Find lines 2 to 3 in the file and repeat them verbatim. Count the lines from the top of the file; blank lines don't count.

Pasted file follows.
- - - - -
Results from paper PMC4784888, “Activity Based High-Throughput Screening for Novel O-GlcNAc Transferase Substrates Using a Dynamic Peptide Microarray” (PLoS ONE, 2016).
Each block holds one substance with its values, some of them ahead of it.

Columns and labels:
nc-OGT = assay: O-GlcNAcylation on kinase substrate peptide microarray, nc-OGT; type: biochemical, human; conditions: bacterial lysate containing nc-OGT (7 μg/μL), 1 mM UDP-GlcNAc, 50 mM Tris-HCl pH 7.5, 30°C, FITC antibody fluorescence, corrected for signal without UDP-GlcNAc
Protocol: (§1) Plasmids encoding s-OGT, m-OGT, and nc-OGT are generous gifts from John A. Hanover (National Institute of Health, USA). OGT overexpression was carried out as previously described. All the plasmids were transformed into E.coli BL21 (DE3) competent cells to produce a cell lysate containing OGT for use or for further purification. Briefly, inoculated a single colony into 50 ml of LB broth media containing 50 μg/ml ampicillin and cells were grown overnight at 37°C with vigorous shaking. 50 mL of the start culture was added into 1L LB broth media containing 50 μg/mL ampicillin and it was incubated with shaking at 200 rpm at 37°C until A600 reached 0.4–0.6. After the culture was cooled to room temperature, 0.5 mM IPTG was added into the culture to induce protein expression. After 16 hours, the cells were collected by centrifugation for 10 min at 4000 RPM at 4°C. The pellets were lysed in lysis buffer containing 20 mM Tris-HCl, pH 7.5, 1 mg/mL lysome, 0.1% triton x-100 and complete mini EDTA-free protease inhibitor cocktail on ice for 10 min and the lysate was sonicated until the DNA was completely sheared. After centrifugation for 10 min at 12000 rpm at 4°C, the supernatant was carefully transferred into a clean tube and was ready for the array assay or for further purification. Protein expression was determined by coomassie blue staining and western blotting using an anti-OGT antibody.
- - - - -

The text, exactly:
Each block holds one substance with its values, some of them ahead of it.

Columns and labels: